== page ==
Lewis Clary Hall –
The 1900 Great Register of Voters shows Lewis Hall as a dairyman. It is not known whether or not he maintained his own herd of cows locally or if the milk was shipped in from Barstow on the train. In 1904 however, it is documented that a brindle calf was born in the “cowbarn” which caused saloon owner Pat Byrne to run up “Old Glory” over his establishment in celebration of the event. Based on this event it seems reasonable to assume that Mr. Hall maintained his own dairy herd.
A man by the name of Corbin, who reportedly had been the milkman in Randsburg, was now hauling freight in Ballarat, according to the September 22, 1900 issue of the Randsburg Miner.
September 30, 1899: “PURE MILK – Corbin our home dairyman sells pure, clean, sweet milk, without adulteration. His cows are fat and healthy, the yard kept clean, plenty of good alfalfa hay and water at all times, his cows are in the best condition.” –Randsburg Miner
Matthew Hood Adams –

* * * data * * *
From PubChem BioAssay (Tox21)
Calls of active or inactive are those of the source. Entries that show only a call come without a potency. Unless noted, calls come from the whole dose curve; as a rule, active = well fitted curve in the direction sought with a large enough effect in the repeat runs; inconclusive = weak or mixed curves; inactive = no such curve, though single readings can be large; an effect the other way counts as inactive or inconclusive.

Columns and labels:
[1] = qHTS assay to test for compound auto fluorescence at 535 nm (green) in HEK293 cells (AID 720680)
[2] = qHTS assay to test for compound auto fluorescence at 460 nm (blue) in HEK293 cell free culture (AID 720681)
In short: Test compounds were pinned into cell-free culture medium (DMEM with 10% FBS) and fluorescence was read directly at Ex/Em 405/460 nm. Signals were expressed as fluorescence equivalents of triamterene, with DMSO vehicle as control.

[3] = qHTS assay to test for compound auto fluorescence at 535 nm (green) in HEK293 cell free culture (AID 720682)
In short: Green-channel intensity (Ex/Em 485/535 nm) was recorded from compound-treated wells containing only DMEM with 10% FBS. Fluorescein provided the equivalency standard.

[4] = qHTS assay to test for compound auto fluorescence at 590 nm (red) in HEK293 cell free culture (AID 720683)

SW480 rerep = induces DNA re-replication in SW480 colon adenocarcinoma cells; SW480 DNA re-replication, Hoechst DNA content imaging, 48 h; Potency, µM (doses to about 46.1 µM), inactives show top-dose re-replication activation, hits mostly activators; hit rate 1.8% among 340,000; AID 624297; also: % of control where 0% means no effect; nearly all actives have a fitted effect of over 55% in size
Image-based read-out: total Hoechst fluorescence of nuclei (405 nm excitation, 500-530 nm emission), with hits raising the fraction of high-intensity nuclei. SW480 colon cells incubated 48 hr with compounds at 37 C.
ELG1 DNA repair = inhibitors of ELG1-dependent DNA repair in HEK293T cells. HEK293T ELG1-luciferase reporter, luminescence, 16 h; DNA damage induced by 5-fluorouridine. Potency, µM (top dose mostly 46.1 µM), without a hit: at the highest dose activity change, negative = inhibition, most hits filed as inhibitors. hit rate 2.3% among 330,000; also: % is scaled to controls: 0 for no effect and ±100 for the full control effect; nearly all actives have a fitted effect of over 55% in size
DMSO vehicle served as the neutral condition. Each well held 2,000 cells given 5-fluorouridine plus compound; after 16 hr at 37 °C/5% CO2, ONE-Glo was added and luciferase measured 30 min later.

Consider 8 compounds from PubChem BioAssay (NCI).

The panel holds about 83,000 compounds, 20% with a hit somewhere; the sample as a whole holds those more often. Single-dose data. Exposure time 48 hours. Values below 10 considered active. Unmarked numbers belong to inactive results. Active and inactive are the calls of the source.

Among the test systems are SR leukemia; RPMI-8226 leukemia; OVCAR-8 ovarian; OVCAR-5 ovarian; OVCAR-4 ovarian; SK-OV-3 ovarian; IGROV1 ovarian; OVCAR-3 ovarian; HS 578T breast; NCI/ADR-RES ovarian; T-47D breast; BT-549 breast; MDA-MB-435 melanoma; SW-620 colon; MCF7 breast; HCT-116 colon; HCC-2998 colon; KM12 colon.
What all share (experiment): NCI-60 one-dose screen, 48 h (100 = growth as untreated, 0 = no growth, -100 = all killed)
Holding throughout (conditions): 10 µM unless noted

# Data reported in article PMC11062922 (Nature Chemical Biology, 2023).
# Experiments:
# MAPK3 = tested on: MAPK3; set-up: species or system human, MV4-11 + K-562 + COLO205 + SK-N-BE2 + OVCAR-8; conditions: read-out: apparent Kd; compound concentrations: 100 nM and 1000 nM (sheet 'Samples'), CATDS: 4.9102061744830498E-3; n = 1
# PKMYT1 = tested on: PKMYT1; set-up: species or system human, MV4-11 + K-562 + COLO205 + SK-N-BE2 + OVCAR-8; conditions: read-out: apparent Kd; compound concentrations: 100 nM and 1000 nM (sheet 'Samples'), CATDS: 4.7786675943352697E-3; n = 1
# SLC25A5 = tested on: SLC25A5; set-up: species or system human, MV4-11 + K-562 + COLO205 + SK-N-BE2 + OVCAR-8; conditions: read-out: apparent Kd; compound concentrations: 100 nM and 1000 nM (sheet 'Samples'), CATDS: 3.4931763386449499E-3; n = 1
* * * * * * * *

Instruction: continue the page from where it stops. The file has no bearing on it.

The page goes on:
A native of Glascow Scotland Mr. Hall was first mentioned in the Randsburg Miner in June of 1904 when his milk wagon became a runaway. It was reported, that as the horse ran at a pace just a bit faster than a walk that no damage resulted. Matthew is again shown as a milkman in the 1906 Great Register of Voters. It is not known whether Mr. Adams was the actual owner of a dairy herd or if the milk was shipped in from Barstow. During 1904 two of Mr. Adams major accounts were with the Yellow Aster Mining & Milling Co. for their boarding house and the Houser Hotel, which they were leasing at the time to Mr. Lilliard. Matthew later left the dairy business and became a miner. In March of 1915 Mr. Adams passed away and is buried in an unmarked grave in the Johannesburg Cemetery.